There are several challenges. We’re very much an events company. We didn’t know who was here, so we’ve focused on providing events like Beer and Biz or Coffee and Code, groups for western Colorado creative professionals to meet up. So we host about three regional meet-ups a month. We want to do more events not only in Junction, but in Montrose, Delta, Durango, Aspen and Vail.
People aren’t going to traditional business events at their local Chambers anymore. The demographics and preferences have changed, particularly for people who are working from home, doing contract work, starting their own business. So we have to do a lot of grassroots work to figure out who’s there and connect them to resources that will help their companies grow.
Talk about the storytelling session that took place when the CTA Tech Tour came through town Wednesday.
We heard from eight companies and many had the same story. They chose to run their business in western Colorado and love the lifestyle and the outdoor rec that it provides. Many entrepreneurs have families who were either here originally or ended up here because it’s a great place to raise their family and they choose to run their digital businesses here.
Here’s what’s cool – if you paint the picture of Grand Junction and western Colorado, they’re small communities that are heavily reliant on oil and gas or agriculture, legacy industries. One of the things you’re seeing from a community standpoint is there’s been a lot of uncertainty, job layoffs in coal mines, and oil and gas. It’s scary stuff. And yet, many of the cool startups and tech companies that we heard from today are focused on these legacy industries and bringing new solutions that they’ve never seen before.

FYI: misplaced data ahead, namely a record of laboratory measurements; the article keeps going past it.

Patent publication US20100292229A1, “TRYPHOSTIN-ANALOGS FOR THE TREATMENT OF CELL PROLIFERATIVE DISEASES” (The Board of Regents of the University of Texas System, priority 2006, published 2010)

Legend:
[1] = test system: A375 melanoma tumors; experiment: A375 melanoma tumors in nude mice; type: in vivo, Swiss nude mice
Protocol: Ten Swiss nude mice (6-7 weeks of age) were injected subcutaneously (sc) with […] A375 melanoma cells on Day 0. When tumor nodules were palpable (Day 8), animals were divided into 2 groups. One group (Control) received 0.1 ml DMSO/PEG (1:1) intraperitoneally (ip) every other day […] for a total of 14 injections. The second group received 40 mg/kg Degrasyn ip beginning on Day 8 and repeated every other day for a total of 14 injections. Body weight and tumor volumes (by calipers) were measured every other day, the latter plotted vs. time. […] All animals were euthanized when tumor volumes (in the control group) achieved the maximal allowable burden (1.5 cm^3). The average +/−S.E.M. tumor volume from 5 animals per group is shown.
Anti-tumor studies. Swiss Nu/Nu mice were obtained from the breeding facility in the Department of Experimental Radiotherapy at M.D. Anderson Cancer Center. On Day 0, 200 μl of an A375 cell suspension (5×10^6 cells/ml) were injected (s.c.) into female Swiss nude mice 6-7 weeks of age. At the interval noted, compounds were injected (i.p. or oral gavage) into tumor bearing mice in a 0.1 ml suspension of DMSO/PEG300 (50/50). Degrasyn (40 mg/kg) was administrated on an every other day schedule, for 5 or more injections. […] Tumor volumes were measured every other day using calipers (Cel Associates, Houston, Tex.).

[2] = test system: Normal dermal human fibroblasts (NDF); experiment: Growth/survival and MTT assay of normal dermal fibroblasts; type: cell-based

The venue, where the event was located, was ProStars, which is one of the fastest growing GIS oil and gas companies out there, getting massive contracts and creating digital mapping solutions. Again, what’s really cool about that, as other oil and gas companies are leaving western Colorado, they’re able to work with oil and gas projects and organizations all over the world.
I know they were the first company approved for Rural Jump-Start Colorado. They’re hiring tons of college students from the university here and having conversations about doing some of the work on pipelines all around the world.
We heard form another company, DragonflyAI, and the founder was actually doing surveying in the oil and gas industry and since he started using the specialty drone and creating point mapping. Before he would have had to walk around mountains, and now he flies a drone over the top and uploads millions of data points. They went out and started talking to different oil and gas companies.